New York based singer/songwriter/artists and aspiring power couple Ara and Garrett James are ½ of Alt/Pop/R&B group, Lets Tokyo; the co-founders of indie publishing company Fish Boi Music as well as co-owners of their own record label, Make Life.
After meeting in 2015, the two began writing and performing together, and just released their full-length debut album, “Gemini.”
Kyle Warner: Back in 2009 Lets Tokyo was riding a ton of momentum, even opening for the great Lupe Fiasco, what was that experience like?
Garrett: It’s was a pretty magical time for all of us. From the beginning, there was an undeniable energy around what we were doing. Everyone could feel it. Scott, Stephen and I were living together during college, and our lives revolved around the group. We’d wake up at 6:00 AM every morning and trek up to the gym, then be back home to execute whatever master plan we had set for ourselves at that time. Sometimes we were looking more than a year down the line at where we wanted to be, then we’d work backward to figure out what steps we’d need to take in order to get there. Our days were scheduled out down to the minute, and there was rarely time and energy invested into anything that wasn’t helping to advance our career. The Lupe Fiasco show came at a perfect time, and really gave us a big boost on campus. Lupe was riding off the success of “Superstar” and the crowd that night was just insane! We had put together an unbelievable band for the event and even had break dancers performing, friends throwing merch out to the crowd and a full crew capturing it on camera. There was probably more than a dozen people on stage for our set, all framed between two enormous 8’ vertical “Lets Tokyo” banners we had custom made for the event. I can remember watching the entire crowd’s hands go up when the tee shirts came out. Kids were jumping up and down and singing along to songs they were hearing for the first time. It was surreal.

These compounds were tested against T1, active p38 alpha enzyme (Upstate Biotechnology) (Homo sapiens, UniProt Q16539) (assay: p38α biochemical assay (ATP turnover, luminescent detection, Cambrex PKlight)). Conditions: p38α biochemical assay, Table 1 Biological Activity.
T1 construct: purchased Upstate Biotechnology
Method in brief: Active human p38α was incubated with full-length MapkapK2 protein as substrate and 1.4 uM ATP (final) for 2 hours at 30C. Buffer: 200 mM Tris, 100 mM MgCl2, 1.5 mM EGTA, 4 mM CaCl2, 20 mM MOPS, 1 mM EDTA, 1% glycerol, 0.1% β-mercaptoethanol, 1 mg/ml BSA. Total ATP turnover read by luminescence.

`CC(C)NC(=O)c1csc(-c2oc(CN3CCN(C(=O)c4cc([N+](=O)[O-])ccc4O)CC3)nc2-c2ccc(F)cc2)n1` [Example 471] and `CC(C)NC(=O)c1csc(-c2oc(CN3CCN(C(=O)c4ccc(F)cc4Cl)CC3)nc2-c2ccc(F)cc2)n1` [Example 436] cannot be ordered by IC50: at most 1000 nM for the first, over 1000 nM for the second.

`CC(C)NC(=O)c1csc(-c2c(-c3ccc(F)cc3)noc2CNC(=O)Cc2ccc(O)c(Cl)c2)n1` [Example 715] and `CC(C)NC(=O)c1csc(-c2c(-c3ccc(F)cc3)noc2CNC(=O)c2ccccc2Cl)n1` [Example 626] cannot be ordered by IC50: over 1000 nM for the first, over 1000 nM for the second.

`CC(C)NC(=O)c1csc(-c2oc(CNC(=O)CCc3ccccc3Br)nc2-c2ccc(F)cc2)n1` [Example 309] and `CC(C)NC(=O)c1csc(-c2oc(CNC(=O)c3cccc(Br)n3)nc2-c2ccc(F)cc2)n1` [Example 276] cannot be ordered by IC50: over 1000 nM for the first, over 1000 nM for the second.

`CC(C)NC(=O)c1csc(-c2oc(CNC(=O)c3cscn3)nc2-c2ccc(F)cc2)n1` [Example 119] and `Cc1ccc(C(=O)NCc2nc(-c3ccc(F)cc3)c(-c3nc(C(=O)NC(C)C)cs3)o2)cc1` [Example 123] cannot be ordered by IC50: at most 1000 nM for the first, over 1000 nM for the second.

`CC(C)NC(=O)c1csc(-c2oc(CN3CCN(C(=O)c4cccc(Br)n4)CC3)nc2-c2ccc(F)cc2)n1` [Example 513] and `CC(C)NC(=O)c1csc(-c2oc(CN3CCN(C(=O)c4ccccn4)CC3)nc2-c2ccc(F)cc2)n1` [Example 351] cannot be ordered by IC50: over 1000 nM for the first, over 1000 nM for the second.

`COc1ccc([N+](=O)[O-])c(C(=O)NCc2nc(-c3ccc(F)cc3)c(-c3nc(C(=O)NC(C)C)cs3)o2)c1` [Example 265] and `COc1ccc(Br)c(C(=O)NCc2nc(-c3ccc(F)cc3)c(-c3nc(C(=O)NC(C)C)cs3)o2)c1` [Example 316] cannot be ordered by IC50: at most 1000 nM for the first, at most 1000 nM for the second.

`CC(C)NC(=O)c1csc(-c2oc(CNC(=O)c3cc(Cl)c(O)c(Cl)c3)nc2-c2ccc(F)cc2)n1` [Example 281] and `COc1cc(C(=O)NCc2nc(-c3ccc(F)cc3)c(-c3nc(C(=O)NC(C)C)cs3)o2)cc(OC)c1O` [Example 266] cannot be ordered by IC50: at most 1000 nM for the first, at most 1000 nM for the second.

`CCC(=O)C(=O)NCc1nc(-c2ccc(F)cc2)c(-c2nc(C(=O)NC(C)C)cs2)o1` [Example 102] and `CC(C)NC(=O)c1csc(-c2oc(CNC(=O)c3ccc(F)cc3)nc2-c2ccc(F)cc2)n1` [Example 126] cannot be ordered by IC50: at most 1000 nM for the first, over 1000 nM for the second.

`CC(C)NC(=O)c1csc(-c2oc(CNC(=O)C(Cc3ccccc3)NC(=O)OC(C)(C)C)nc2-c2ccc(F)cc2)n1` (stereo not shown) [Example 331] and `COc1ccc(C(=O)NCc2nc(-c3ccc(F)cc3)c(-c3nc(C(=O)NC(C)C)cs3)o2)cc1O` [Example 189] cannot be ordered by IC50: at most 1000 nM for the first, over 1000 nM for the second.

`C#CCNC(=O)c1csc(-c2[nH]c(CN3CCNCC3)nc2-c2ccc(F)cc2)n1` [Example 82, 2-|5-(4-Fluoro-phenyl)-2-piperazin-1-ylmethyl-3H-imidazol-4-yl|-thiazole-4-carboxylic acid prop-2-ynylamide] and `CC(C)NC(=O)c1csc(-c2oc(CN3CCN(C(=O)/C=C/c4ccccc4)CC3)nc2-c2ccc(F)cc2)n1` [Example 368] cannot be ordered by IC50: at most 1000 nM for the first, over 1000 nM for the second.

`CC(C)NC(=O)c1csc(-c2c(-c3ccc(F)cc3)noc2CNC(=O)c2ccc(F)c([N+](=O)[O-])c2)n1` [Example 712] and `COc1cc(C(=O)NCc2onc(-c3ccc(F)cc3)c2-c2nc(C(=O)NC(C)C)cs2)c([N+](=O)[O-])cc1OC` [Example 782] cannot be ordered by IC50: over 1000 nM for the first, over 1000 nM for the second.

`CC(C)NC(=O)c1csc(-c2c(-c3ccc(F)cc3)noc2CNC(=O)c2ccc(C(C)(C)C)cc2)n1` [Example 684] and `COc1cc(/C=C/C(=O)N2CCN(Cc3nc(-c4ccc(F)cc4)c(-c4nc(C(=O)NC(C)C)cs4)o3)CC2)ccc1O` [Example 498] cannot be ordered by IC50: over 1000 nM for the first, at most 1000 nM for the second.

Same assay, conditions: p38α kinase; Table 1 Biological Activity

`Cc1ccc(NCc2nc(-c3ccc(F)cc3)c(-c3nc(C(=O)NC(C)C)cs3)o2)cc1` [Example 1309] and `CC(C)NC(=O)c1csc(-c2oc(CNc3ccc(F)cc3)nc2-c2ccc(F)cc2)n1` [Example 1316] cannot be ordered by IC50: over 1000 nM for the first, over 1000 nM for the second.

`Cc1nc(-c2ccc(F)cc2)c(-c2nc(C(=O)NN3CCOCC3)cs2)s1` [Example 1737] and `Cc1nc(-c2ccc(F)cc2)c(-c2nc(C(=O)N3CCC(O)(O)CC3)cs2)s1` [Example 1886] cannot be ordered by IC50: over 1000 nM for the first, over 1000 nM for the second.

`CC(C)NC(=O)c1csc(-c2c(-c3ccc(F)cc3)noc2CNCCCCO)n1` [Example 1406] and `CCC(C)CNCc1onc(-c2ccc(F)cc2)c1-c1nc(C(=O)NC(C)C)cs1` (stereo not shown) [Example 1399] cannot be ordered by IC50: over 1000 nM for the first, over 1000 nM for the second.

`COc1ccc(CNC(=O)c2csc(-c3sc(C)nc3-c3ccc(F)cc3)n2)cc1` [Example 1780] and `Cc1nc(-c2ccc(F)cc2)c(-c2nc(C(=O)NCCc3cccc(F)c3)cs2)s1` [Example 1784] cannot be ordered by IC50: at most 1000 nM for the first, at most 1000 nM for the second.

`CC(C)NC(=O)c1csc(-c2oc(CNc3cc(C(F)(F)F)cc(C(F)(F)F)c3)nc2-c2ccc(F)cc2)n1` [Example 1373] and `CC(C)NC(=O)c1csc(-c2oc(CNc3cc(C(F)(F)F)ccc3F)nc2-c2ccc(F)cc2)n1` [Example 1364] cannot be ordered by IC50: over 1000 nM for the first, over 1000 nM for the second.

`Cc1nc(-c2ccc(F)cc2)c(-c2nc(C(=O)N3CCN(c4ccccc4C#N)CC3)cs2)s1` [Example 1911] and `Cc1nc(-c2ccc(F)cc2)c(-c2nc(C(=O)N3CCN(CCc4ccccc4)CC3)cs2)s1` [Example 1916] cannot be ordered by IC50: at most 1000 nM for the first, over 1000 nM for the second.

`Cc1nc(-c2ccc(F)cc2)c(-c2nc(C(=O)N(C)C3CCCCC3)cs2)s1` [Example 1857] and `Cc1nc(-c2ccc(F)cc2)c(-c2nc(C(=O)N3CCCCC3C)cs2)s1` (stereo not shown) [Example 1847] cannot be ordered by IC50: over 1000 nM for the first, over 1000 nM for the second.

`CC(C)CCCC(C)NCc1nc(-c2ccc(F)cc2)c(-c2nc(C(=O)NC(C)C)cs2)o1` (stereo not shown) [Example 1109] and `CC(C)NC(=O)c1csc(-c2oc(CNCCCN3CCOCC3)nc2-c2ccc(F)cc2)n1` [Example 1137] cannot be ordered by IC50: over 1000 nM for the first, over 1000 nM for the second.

KW: With everything seeming to be trending in the right direction, what led to Lets Tokyo’s unfortunate breakup?
G: Honestly, I think it just wasn’t the right time for us. We were all still so young and had a lot of growing up to do before we were ready to take the next steps. At the time, it was devastating to feel like all that hard work just came to a grinding halt, but the truth is that we might have put ourselves in a bad position that could have ended things for good. We really had no idea what we were getting into and that’s a scary place to be if you’re not prepared. I think we’re all grateful that we were given the opportunity to grow more before resurfacing.
KW: What were the conversations and events that led to Lets Tokyo making a comeback?
Ara: Garrett and I actually met on Tinder back in 2015. I was living in Brooklyn and he had just moved to the city from Martha’s Vineyard. We immediately bonded over our love of music and began writing together shortly after dating. At the time, he was working on his solo EP “Love/Sick” but we knew that there was something special about our chemistry together. That summer, we started busking in central park as a duo and booking gigs throughout the North East. Performing provided us with an outlet to test our songs out and work on harmonizing together, but we both craved bigger shows with a full band. Garrett had always felt like there was unfinished business with Lets Tokyo, and it just seemed like the natural next step to reunite the group with me as an added member.